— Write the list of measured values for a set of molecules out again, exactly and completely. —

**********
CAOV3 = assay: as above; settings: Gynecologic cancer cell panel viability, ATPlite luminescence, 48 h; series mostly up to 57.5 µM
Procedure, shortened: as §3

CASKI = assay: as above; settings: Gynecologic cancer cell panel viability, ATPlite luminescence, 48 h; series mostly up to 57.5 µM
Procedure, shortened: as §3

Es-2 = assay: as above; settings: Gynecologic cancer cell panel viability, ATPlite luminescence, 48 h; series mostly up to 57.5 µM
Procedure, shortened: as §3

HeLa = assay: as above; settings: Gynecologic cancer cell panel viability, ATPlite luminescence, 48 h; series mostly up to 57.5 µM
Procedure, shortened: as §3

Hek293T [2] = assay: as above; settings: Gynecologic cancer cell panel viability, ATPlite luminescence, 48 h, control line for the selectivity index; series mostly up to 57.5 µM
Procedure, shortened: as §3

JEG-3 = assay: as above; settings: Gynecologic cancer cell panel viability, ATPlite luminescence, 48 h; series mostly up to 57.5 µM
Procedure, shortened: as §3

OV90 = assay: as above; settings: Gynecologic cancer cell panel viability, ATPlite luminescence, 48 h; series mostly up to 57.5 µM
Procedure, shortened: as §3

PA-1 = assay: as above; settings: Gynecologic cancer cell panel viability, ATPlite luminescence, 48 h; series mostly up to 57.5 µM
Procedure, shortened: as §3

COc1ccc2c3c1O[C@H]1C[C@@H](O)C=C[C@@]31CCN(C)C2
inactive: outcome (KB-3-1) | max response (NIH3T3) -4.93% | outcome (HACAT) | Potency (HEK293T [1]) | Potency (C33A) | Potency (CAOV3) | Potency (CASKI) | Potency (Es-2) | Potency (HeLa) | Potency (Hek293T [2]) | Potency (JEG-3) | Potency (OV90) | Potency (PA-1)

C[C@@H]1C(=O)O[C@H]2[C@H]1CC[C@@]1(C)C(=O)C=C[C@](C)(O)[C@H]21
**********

CAOV3 = assay: as above; settings: Gynecologic cancer cell panel viability, ATPlite luminescence, 48 h; series mostly up to 57.5 µM
Procedure, shortened: as §3

CASKI = assay: as above; settings: Gynecologic cancer cell panel viability, ATPlite luminescence, 48 h; series mostly up to 57.5 µM
Procedure, shortened: as §3

Es-2 = assay: as above; settings: Gynecologic cancer cell panel viability, ATPlite luminescence, 48 h; series mostly up to 57.5 µM
Procedure, shortened: as §3

HeLa = assay: as above; settings: Gynecologic cancer cell panel viability, ATPlite luminescence, 48 h; series mostly up to 57.5 µM
Procedure, shortened: as §3

Hek293T [2] = assay: as above; settings: Gynecologic cancer cell panel viability, ATPlite luminescence, 48 h, control line for the selectivity index; series mostly up to 57.5 µM
Procedure, shortened: as §3

JEG-3 = assay: as above; settings: Gynecologic cancer cell panel viability, ATPlite luminescence, 48 h; series mostly up to 57.5 µM
Procedure, shortened: as §3

OV90 = assay: as above; settings: Gynecologic cancer cell panel viability, ATPlite luminescence, 48 h; series mostly up to 57.5 µM
Procedure, shortened: as §3

PA-1 = assay: as above; settings: Gynecologic cancer cell panel viability, ATPlite luminescence, 48 h; series mostly up to 57.5 µM
Procedure, shortened: as §3

COc1ccc2c3c1O[C@H]1C[C@@H](O)C=C[C@@]31CCN(C)C2
inactive: outcome (KB-3-1) | max response (NIH3T3) -4.93% | outcome (HACAT) | Potency (HEK293T [1]) | Potency (C33A) | Potency (CAOV3) | Potency (CASKI) | Potency (Es-2) | Potency (HeLa) | Potency (Hek293T [2]) | Potency (JEG-3) | Potency (OV90) | Potency (PA-1)

C[C@@H]1C(=O)O[C@H]2[C@H]1CC[C@@]1(C)C(=O)C=C[C@](C)(O)[C@H]21